I took a trip to Montana this summer (July 2011) with my three sons and a friend. We floated/paddled down the Missouri River Between Loma and Judith Landing. The 4 day adventure left us wanting to return for another trip. I’ve been attending some other canoe trips over the last few years, and really enjoy them. We use our backpacking equipment and combine it with boating for a great time. The water level was high this year due to above average snowfall in the northern Rockies, which left many people too scared to float the river. It worked out great for us as the water wasn’t as fast as most feared and there was almost no one on the river.
To plan this trip I bought a copy of the Upper Missouri River Breaks National Monument Boater’s Guide. This is a really good book and well worth the money. It has the river broken down very nicely, page-by-page, and shows all of the Lewis and Clark camps from 1805 and 1806. I also used the Paddling Montana book as a reference.
We arrived in the evening of July 9th at Wood Bottom (near Loma) and camped at the boat launch area. When we woke, early, on the 10th we realized just how high the water really was. We called the boat rental service who delivered the extra canoe needed, right to us.
We set out on the first leg of the trip which included padding from River Mile (RM) 20.5 all the way down to the Little Sandy boat camp at RM 46.5. While this sounds far, at 26 miles, it wasn’t too bad as the water moved at a good pace and the wind was behind us.
Not having led multi-day trips on my own before I discovered the Igloo Marine cooler wasn’t even close to being adequate for the job. Almost all of our ice was melted by the time we reached the Coal Banks Landing. We stopped there for ice and the kids went for a ride with the ranger to get a block of ice for us. Live and learn, I guess. You need block ice, and a better cooler, to survive the 90 degree temps.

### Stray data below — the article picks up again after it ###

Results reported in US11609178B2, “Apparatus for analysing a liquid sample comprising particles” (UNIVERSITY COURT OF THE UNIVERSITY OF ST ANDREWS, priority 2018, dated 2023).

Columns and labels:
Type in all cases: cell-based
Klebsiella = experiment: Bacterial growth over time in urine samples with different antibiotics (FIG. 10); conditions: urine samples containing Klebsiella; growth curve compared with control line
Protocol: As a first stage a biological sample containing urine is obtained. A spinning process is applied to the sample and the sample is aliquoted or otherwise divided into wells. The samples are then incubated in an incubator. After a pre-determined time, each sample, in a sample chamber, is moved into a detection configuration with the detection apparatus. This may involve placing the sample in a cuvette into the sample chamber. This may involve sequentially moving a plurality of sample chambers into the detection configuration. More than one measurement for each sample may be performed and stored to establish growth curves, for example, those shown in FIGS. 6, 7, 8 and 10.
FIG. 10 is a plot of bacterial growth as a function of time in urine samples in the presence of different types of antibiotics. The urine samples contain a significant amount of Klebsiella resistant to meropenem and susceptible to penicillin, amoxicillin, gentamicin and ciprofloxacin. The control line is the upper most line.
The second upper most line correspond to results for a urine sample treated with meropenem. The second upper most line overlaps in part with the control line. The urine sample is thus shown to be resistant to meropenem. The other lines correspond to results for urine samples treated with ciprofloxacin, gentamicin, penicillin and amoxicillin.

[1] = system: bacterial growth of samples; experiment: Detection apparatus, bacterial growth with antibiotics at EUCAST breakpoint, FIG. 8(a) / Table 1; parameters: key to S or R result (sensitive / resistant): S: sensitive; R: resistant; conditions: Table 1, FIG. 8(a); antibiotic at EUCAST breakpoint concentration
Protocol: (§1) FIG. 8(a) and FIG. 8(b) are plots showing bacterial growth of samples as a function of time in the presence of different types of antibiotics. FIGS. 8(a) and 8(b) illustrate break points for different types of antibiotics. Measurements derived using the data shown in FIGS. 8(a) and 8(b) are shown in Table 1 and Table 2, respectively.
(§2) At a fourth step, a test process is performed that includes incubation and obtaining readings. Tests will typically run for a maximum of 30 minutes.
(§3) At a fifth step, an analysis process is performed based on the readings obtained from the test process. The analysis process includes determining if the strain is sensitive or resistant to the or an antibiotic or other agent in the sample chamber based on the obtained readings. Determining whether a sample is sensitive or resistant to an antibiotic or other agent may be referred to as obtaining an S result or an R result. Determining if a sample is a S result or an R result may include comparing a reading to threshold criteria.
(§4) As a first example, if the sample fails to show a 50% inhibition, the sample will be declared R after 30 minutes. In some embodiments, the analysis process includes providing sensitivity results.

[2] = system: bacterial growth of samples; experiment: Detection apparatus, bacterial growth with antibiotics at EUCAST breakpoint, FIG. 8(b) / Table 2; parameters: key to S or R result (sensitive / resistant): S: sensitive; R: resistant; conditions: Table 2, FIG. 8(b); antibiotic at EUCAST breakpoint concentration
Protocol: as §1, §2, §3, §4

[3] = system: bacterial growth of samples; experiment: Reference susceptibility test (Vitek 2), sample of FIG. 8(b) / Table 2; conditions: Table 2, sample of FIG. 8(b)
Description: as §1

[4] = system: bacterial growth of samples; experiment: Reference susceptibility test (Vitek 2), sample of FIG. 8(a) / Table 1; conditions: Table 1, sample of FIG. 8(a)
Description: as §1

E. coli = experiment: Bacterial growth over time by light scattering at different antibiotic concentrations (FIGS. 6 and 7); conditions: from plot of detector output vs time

We arrived at the Little Sandy Boat Camp with plenty of time before dusk. While there, we discovered there were free-roaming cows in the camp area. We weren’t sure if this was supposed to be the case, but having the clumsy beasts roaming around did make us a little concerned.
Day 2, the wind picked up and made paddling tough for a while. It was right in our faces and given that we had little canoe paddling experience we learned quick that you need to keep the bow facing into the wind as much as possible. Paul was paddling the sit-on-top kayak and had a great time!
The White Cliffs were pretty neat, making a stark contrast to the surrounding green.
Along the route we stopped at the Eagle Creek Boat Camp, RM 56 for lunch. It was quite hot, so the boys and Jeff stayed near the boats and I went for a hike to the bluffs which overlook the river.
One thing to note. Even though you are required to carry wag bags or a chemical toilet, there are outhouses at the developed boat camps.
After Eagle Creek the wind really died down and we had a pleasant float. Given the mosquitoes along the shore we decided to make and eat lunch while on the river, holding the boats together.
There we some nice rock formations along the way . . . .
After we passed Citadel Rock at RM 62, we paddled into Hole-in-the-Wall Boat Camp which at RM 63. This camp looks to be relatively new and has some interesting amenities, namely, shelters for cooking and a fenced off area to keep the cattle away.
There was an interesting castle looking rock behind camp . . .
As it got closer to dark, Luke did a little fishing and we couldn’t believe what he pulled out.
The Hole-in-the-Wall camp was named for this nearby rock formation. We floated downriver after packing up camp and I went for a hike up there. There is a well-worn trail.
When I returned, we continued our journey down-river.
We floated/paddled all the way from RM 63 (Hole-in-the-Wall) to Rm 81.3, The Wall Primitive Boat Camp. This is a nice site under mature cottonwood trees. Behind the camp is a sometimes-noisy prairie dog town.
The last day of our float was an easy one. The Wall camp is at RM 81.3 while Judith Landing is only 7.2 miles down river at RM 88.5.
After arriving at Judith landing we waited for the shuttle to arrive which took us back to our truck at Wood Bottom. As a final stop we took a walk up to Decision Point near the put-in.
With four drivers, we made the 850 mile trek, back to Colorado Springs, over night . . . non-stop. Phew! What a trip.
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